With this in mind, my Prime Minister has identified a number of key goals.

First, in response to the Russia/Ukraine crisis, we need to strengthen our ability to respond to any threat and to reassure Allies concerned about their security, including through sustaining a robust presence in Eastern Europe and reviewing and rethinking our long term relationship with Russia, something the UK and Sweden also consider needs to happen in the EU as well.

Second, we must work to ensure a positive legacy in Afghanistan. The UK and Sweden have both committed much to Afghanistan and our soldiers have lost their lives there. We owe it to them and to the people of that country to ensure the fragile progress of recent years is built upon not reversed.

Third, we need to address the threats presented by an increasingly unpredictable and unstable world. To its south and east, Europe faces failed and failing states, regional conflicts and threats from non-state actors. There are places not far from Europe’s borders where terrorists plot attacks against us. Sweden and the UK both have advanced, interconnected economies that are vulnerable to cyber and other asymmetric threats, as well as to terrorism.

So NATO members and important partners like Sweden face interconnected challenges. The Prime Minister’s fourth goal reflects this; he is determined to reinforce NATO’s relationships with its partners and to work with those committed to an international rules-based system and the shared values of freedom and democracy.

For the UK, Sweden is at the forefront of this effort. We will continue to build on the close co-operation and interoperability developed by our armed forces as we have worked together in the Balkans and in Afghanistan, both bilaterally and in the context of NATO partnership activity.

The Summit in Wales will have less to celebrate perhaps than its predecessor in London 24 years ago. But the Allies and Partners there will, I’m sure, be no less determined to look hard at future challenges and opportunities and to focus on the key role NATO and its Partners can play in rising to them.

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August 4th, 2014 by Paul Johnston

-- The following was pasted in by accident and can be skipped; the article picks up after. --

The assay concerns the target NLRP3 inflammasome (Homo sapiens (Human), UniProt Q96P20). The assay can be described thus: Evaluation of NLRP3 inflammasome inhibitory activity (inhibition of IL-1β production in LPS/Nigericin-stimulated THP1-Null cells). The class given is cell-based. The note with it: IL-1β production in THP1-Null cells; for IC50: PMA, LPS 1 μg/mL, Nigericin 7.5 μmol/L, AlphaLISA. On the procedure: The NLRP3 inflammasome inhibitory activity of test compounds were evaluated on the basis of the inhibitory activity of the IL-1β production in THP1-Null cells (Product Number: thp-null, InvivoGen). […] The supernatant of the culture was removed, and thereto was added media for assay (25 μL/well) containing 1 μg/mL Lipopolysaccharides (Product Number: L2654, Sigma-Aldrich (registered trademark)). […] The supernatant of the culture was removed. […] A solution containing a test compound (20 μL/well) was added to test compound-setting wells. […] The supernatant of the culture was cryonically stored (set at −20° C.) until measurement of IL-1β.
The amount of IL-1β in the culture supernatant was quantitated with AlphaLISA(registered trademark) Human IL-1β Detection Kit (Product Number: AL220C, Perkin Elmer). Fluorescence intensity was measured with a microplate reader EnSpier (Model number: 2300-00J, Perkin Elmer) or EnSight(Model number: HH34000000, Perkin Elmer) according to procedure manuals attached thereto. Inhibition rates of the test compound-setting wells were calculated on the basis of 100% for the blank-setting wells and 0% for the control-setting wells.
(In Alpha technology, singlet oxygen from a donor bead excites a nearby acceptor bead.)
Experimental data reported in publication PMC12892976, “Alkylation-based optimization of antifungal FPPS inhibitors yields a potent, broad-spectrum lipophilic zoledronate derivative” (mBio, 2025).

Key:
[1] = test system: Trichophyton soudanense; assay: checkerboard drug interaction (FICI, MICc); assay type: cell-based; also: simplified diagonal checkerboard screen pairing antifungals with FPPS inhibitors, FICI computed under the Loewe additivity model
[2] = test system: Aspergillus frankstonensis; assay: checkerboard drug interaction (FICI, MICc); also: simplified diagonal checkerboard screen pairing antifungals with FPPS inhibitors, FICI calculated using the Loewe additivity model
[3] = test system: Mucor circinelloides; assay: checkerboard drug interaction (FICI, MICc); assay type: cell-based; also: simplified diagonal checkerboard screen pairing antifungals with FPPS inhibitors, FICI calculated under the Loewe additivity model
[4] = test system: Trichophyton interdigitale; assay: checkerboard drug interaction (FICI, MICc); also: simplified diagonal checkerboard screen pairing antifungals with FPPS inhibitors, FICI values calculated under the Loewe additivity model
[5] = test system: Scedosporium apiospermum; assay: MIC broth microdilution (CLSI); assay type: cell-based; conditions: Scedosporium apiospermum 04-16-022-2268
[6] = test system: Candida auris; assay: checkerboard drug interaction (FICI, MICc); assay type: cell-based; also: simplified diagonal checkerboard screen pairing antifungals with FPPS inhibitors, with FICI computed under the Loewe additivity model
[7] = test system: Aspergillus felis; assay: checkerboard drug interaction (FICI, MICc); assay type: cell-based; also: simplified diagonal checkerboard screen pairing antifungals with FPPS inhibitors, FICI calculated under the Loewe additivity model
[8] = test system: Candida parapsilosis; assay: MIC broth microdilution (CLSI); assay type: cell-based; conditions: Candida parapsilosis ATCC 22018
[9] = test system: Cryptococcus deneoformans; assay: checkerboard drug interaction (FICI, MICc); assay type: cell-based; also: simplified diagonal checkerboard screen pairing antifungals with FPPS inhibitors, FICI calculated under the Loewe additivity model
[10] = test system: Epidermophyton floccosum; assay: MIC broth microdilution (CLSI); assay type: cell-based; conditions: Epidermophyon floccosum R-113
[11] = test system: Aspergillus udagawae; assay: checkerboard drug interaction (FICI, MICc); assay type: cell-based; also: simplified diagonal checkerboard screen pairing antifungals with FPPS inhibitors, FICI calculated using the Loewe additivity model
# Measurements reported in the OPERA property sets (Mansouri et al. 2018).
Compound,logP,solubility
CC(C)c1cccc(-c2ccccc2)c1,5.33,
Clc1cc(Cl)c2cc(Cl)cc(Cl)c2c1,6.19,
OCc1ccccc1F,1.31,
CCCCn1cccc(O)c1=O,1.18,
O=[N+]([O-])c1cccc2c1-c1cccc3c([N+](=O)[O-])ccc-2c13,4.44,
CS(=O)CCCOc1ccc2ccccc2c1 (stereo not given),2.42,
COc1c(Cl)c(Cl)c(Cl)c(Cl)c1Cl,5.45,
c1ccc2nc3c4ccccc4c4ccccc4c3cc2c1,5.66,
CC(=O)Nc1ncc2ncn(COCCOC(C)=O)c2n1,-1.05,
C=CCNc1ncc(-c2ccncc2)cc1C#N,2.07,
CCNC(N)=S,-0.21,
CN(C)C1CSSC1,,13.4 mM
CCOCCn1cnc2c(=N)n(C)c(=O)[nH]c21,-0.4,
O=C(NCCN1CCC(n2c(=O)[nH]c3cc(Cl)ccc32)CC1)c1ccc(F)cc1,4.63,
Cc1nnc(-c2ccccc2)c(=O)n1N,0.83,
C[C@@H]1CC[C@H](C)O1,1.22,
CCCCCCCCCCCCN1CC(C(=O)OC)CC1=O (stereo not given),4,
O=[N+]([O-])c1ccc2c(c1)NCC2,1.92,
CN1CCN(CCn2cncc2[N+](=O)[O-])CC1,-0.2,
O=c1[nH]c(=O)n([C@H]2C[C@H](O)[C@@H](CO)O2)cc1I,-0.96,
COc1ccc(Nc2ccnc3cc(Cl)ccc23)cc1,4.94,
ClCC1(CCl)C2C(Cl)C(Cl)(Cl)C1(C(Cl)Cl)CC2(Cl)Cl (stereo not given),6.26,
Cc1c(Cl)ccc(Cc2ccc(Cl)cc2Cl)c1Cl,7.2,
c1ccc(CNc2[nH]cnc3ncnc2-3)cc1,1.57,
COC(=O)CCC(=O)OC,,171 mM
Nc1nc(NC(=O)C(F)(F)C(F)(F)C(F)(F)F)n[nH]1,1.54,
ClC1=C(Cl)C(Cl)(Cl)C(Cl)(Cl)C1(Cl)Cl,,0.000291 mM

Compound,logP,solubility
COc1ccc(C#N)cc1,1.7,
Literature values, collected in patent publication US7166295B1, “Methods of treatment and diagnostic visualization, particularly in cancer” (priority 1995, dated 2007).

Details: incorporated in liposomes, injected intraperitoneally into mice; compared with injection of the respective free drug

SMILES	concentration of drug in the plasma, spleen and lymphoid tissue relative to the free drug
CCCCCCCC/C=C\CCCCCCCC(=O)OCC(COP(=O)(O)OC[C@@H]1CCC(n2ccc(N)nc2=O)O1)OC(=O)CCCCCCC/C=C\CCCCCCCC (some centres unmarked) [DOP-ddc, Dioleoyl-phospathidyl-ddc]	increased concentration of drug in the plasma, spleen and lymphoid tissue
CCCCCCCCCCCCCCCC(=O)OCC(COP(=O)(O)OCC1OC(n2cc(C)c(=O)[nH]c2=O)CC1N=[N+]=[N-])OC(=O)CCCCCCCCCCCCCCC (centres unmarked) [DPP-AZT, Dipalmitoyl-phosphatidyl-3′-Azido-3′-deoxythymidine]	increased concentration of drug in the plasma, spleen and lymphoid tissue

Visitors to the Embassy last week will have seen the Rainbow Flag flying proudly above the building to show our support for Stockholm Pride.

Promotion of LGBT rights is an important part of our Government’s work on human rights around the world. Given Sweden’s leading role in this area, you might ask why I’m writing about it here. For three reasons, I’d say:

First, because the UK and Sweden are right to be proud of what we have achieved in this area over the years, and to celebrate it. As recently as twenty five years ago, gay people couldn’t join the UK Diplomatic Service. Now diplomats and members of the armed forces can be proud of their identity and of their professional contribution. The UK also passed another really significant milestone in March this year when the first same-sex marriages took place.

Second, because, despite all the progress that Sweden, the UK and other like-minded countries have made, we know we cannot be complacent. Too many LGBT people continue to face prejudice, bullying and violence, even in Europe, simply because of who they love or how they identify themselves. So standing up for our values continues to be crucial.

Third, and most significant, we need to show solidarity and support for LGBT people in parts of the world where the rights they can now enjoy in countries like Sweden and the UK are a distant dream.

The UK Foreign Office’s annual human rights report provides a stark reminder of the problem: